My point is more to do with the previously mentioned off axis response of mics. If a mic has ****ty off axis phase response, a) it sounds awkward/less than natural to start and b) when you start eq-ing it things just fall apart into a phase mashup very quickly. When a mic has good off axis phase response you can eq around loads without it falling apart. Hence people talking about a mic 'taking eq well'.

Thing is, this is mostly to do with the qualities of the capsule, and therefore trying to eq a cheap mic into sounding like an expensive one is pretty much a deadborn cause, as the cheap mic will have a cheap capsule with ****ty off axis phase response.....

So, if you want a great condenser mic for little cash, your best bet is to get a decent one and then put a great capsule in it. Then it will take eq better at least and bending around on the tone won't make it fall apart as quick.
Old 8th May 2019
  #58
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s wave's Avatar
Quote:
Originally Posted by Karloff70 View Post
My point is more to do with the previously mentioned off axis response of mics. If a mic has ****ty off axis phase response, a) it sounds awkward/less than natural to start and b) when you start eq-ing it things just fall apart into a phase mashup very quickly. When a mic has good off axis phase response you can eq around loads without it falling apart. Hence people talking about a mic 'taking eq well'.

Thing is, this is mostly to do with the qualities of the capsule, and therefore trying to eq a cheap mic into sounding like an expensive one is pretty much a deadborn cause, as the cheap mic will have a cheap capsule with ****ty off axis phase response.....

So, if you want a great condenser mic for little cash, your best bet is to get a decent one and then put a great capsule in it. Then it will take eq better at least and bending around on the tone won't make it fall apart as quick.
Now we are getting somewhere good thx. (Is a sm57 capsule/motor considered bad off axis?- they are relatively cheap) What actually makes a good capsule a good capsule?

Theoretically, there would not be that much difference if the recordings were 'on-axis' ?

And for arguments sake, lets take reflections etc. out of the equation; like recording in a high quality sound booth /dry.

below is a 414 basic on/off axis response... there are huge differences in the EQ curve when off axis... is this a decent capsule because of the WAY the off axis relates to the on axis response? or is it other reasons SUCH as how the frequency response of its on axis 'sound' works with its off axis 'sound'?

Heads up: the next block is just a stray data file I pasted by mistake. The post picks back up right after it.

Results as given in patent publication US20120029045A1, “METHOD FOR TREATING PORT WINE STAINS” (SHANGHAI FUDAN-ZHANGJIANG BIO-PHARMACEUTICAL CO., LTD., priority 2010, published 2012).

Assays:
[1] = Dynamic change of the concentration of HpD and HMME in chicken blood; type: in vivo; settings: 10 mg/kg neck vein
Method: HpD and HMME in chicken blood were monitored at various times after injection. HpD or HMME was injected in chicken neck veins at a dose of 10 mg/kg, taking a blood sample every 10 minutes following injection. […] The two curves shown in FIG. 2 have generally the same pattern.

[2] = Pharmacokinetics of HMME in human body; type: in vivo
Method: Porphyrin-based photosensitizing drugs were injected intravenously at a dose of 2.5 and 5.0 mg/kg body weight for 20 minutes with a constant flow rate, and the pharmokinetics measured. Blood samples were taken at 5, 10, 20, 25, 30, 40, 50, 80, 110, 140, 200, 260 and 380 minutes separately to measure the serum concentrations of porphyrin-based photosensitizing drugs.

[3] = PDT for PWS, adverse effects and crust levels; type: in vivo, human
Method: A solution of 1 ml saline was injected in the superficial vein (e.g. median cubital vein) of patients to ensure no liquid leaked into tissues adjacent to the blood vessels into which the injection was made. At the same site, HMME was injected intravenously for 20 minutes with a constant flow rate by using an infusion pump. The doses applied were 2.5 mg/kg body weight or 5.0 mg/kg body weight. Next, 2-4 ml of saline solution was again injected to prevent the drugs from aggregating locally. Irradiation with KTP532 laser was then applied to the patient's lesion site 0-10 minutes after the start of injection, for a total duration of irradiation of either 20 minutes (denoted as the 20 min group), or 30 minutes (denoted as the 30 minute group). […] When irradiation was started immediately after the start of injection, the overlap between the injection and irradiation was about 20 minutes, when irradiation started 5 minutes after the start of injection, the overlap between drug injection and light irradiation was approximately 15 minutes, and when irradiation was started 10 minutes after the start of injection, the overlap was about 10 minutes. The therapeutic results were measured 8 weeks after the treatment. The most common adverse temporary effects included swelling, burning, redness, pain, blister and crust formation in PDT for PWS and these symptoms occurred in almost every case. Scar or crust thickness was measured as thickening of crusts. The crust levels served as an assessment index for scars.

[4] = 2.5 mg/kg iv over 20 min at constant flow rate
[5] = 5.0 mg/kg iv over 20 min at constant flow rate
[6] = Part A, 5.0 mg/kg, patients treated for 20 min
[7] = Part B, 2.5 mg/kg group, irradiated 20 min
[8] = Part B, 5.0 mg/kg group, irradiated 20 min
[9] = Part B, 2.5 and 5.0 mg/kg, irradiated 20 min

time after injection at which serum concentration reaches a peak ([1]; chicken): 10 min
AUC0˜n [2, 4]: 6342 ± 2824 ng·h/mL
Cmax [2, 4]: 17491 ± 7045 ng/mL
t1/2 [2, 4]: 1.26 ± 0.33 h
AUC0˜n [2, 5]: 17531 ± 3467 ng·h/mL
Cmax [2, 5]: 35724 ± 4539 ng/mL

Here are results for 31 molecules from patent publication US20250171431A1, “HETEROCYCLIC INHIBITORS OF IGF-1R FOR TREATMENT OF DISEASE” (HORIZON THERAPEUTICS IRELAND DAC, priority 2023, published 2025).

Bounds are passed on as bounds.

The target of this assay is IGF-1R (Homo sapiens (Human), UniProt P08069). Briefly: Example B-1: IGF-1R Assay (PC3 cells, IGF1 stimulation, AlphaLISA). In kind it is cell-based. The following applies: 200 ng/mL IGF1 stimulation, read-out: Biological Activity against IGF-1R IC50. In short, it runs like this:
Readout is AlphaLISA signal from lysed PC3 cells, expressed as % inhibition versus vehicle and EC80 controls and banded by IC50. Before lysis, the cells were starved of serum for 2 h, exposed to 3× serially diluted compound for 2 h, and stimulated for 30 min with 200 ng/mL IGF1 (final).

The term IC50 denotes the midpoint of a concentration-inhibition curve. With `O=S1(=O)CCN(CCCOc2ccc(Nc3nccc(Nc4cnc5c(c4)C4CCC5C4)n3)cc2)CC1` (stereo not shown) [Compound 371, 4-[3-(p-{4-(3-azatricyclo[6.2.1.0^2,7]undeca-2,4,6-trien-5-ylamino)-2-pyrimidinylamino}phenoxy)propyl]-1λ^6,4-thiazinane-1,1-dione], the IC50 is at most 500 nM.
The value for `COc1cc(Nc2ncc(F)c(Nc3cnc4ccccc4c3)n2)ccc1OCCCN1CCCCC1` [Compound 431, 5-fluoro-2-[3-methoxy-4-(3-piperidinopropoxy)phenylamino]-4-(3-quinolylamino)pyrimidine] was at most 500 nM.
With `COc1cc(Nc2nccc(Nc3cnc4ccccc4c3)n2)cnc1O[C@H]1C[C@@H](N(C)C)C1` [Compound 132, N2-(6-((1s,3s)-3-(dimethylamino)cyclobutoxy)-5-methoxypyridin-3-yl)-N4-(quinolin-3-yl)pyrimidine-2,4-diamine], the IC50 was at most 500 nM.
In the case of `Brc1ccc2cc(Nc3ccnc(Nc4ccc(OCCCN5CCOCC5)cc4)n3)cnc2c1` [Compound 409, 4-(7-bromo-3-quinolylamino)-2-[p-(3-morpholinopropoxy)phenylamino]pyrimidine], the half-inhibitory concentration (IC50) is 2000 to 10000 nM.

So the 414 has is 'decent' off axis because it has good: phase response & sounds 'more natural' . Is this phase response due to the fact that when it is off axis there is a slight delay (the time it takes for the sound to hit the far side of the diaphragm as compared with the near side?) ...makes sense... AND the mic responds well to this phase delay.

So if I am understanding this - it is how the capsule responds to the phase not that the mic mixes the different phase responses in a pleasing way....

https://www.soundonsound.com/techniq...se-demystified
Attached Thumbnails
Copying a 'classic' mic dynamic chart by EQing a cheap mic... thoughts?-akg-414xlii-cardioid-frequency-plot-off-axis-measured.png  
Old 8th May 2019
  #59
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esldude's Avatar
Quote:
Originally Posted by s wave View Post
Now we are getting somewhere good thx. (Is a sm57 capsule/motor considered bad off axis?- they are relatively cheap) What actually makes a good capsule a good capsule?

Theoretically, there would not be that much difference if the recordings were 'on-axis' ?

And for arguments sake, lets take reflections etc. out of the equation; like recording in a high quality sound booth /dry.

below is a 414 basic on/off axis response... there are huge differences in the EQ curve when off axis... is this a decent capsule because of the WAY the off axis relates to the on axis response? or is it other reasons SUCH as how the frequency response of its on axis 'sound' works with its off axis 'sound'?

So the 414 has is 'decent' off axis because it has good: phase response & sounds 'more natural' . Is this phase response due to the fact that when it is off axis there is a slight delay (the time it takes for the sound to hit the far side of the diaphragm as compared with the near side?) ...makes sense... AND the mic responds well to this phase delay.

So if I am understanding this - it is how the capsule responds to the phase not that the mic mixes the different phase responses in a pleasing way....

https://www.soundonsound.com/techniq...se-demystified
The number one over-riding factor in this is diaphragm size. The physics dictate that to a large extent. There are other factors that can matter, but size is the 1st order effect. Which is why I said earlier emulating one mic for another correcting for EQ, it will work more often if the size of the capsules are the same or similar.

It will work most simply with omni patterns. It will be more variable with cardioid patterns though again using the same size for emulation puts you closer.
Old 8th May 2019
  #60
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s wave's Avatar
I hate to say it... it is the first time I heard size matters.